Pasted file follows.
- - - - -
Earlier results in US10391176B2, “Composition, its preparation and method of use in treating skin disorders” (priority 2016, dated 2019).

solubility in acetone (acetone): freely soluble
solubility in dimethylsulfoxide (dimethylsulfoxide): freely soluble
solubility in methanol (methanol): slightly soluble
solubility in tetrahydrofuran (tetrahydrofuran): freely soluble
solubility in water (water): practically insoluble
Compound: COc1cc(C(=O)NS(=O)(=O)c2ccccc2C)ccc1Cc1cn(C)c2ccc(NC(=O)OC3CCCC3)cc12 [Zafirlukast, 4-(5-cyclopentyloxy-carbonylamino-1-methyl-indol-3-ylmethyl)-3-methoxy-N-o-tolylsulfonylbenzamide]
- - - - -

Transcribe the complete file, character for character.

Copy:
Earlier results in US10391176B2, “Composition, its preparation and method of use in treating skin disorders” (priority 2016, dated 2019).

solubility in acetone (acetone): freely soluble
solubility in dimethylsulfoxide (dimethylsulfoxide): freely soluble
solubility in methanol (methanol): slightly soluble
solubility in tetrahydrofuran (tetrahydrofuran): freely soluble
solubility in water (water): practically insoluble
Compound: COc1cc(C(=O)NS(=O)(=O)c2ccccc2C)ccc1Cc1cn(C)c2ccc(NC(=O)OC3CCCC3)cc12 [Zafirlukast, 4-(5-cyclopentyloxy-carbonylamino-1-methyl-indol-3-ylmethyl)-3-methoxy-N-o-tolylsulfonylbenzamide]